Friday, 24 March 2017

The equilibrium of suffering

Whether it is the wound of abuse or the disappointment of believing for but not yet receiving a physical healing, suffering puts humanity on a level playing field and points us to the one pain that is common to us all—our need for God to break into our lives and make the wrong things right. At its most basic level, every pain we experience reveals a longing within us to encounter God’s beauty, or the essence of who He is.
SHELLEY HUNDLEY


Tuesday, 21 March 2017

7 things I have learnt about J.C. Ryle


I just finished reading J C Ryle 'Prepared to Stand Alone' by Iain H Murray. This is first biography I have read on  J C Ryle. I enjoyed reading J C Ryle's book 'Holiness' so I thought I should read a bit more about the man himself. Here are seven things I took away from the book.


1. When Ryle was young, his father owned a bank which eventually collapsed and made the family bankrupt leading to some hardship. In his own words,"the immediate consequences were bitter and painful in the extreme, and humiliating to the utmost degree. The creditors naturally, rightly and justly, seized everything and we children were left with nothing but our own personal property and our clothes"

2. Ryle became a clergyman more out of forced circumstances than a deliberate choice. He says, "I could not see nothing whatever before me but to become a clergyman because that brought me in some income at once..." Elsewhere, Ryle says, "I became a clergyman because I felt shut in up to it, and saw no other course of life open to me". It seems God closed every other door in order to make it clear that this is only one open for him. God sometimes makes it easier for us like us like that!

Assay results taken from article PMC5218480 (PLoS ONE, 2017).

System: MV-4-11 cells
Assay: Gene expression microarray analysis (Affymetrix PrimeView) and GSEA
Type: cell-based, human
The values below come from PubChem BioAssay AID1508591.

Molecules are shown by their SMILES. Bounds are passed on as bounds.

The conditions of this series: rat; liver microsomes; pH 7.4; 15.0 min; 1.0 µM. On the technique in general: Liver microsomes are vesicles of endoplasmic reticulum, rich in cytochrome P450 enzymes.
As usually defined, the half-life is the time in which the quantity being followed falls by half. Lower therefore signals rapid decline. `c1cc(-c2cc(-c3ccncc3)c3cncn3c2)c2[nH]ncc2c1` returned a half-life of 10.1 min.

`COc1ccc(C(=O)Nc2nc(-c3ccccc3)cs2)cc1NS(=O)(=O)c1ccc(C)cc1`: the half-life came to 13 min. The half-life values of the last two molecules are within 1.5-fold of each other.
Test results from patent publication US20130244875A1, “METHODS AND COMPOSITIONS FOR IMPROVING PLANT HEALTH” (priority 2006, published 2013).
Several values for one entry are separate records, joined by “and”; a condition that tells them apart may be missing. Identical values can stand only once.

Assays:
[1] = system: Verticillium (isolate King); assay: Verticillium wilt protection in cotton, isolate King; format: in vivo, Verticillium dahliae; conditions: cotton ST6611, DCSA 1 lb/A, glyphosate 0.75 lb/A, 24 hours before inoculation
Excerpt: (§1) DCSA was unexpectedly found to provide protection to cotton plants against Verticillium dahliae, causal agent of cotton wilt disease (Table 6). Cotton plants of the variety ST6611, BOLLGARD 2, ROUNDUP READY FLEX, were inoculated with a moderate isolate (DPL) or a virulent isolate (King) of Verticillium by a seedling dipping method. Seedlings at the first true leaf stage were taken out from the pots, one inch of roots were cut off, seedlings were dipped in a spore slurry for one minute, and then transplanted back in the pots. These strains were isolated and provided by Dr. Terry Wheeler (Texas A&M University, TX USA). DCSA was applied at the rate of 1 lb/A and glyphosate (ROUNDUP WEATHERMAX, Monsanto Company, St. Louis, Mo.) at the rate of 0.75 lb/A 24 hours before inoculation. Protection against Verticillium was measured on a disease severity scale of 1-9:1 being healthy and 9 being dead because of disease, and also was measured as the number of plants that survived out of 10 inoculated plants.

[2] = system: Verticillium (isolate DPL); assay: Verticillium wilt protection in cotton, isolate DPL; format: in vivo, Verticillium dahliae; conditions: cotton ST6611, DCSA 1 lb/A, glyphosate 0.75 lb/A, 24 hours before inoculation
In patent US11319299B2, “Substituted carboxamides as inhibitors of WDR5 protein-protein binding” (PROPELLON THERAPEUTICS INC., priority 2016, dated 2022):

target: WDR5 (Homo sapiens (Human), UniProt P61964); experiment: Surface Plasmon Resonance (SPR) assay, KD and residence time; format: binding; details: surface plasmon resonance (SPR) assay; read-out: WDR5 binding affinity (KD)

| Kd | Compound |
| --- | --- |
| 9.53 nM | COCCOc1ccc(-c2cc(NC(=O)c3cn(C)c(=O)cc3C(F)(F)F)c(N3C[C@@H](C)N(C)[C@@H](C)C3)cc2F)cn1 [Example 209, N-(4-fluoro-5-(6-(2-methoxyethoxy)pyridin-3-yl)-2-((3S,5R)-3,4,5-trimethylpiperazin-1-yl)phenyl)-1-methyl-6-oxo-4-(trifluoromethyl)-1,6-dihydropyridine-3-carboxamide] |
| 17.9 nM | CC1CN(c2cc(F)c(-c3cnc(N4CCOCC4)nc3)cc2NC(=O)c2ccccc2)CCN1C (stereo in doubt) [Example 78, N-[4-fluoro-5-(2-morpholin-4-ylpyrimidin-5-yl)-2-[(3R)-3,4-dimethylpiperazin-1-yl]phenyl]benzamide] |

Wednesday, 1 March 2017

Calling all sinners!

The gate of Mercy is opened, and over the door it is written, “This is a faithful saying and worthy of all acceptation, that Christ Jesus came into the world to save sinners.” Between that word “save” and the next word “sinners,” there is no adjective. It does not say, “penitent sinners,” “awakened sinners,” “sensible sinners,” “grieving sinners,” or “alarmed sinners.” No, it only says, “sinners.” And I know this, that when I come, I come to Christ today . . . I dare not come as a conscious sinner or an awakened sinner, but I have to come still as a sinner with nothing in my hands.
CHARLES HADDON SPURGEON

Friday, 24 February 2017

Union with Christ

Busy Christians in an iPhone age can look at Christ as though he were the battery charger and we are the smartphone. We ‘plug into’ Jesus during a quiet time, then go out and live on that energy until our spiritual batteries run dry— then it’s back to the next quiet time, conference, or retreat. But this is not a metaphor the Bible invites us to use when it speaks of our union in Christ. He is the vine; we are the branches
JONI EARECKSON TADA

Thursday, 23 February 2017

The weight of the Law

How long beneath the Law I lay
In bondage and distress
I toiled the precept to obey,
But toiled without success

WILLIAM COWPER

(Source: Ol­ney Hymns)

Tuesday, 21 February 2017

Slipping

It’s scary when you’re slipping
And there’s no one there to catch you
In fact they catch a glimpse of you
And start to welcome you back
And with a heart caught between
Two situations
You begin to take in their semi-compliments
Like ‘you’re finally back to being you’
‘Remember that time when you were getting a bit dry
But now we’re all cool’
Cool is the last thing you feel

Tuesday, 14 February 2017

What is your Bethel?

The house of Joseph also went up against Bethel, and the Lord was with them. And the house of Joseph scouted out Bethel. (Now the name of the city was formerly Luz.) And the spies saw a man coming out of the city, and they said to him, “Please show us the way into the city, and we will deal kindly with you.” And he showed them the way into the city. And they struck the city with the edge of the sword, but they let the man and all his family go. And the man went to the land of the Hittites and built a city and called its name Luz. That is its name to this day.
JUDGES 1:22-25 

I have been thinking about success recently. What is success? How does it look like? That is partly because of change in personal circumstances. I am now just moved into this new pastoral role, a radical departure from my previous economic role in government. The other reason is that we have been hearing a lot of success from national leaders. Prime Minister Theresa May has vowed to make a success of Brexit. What does that really mean? President Donald Trump wants to make America great again. How do we measure that?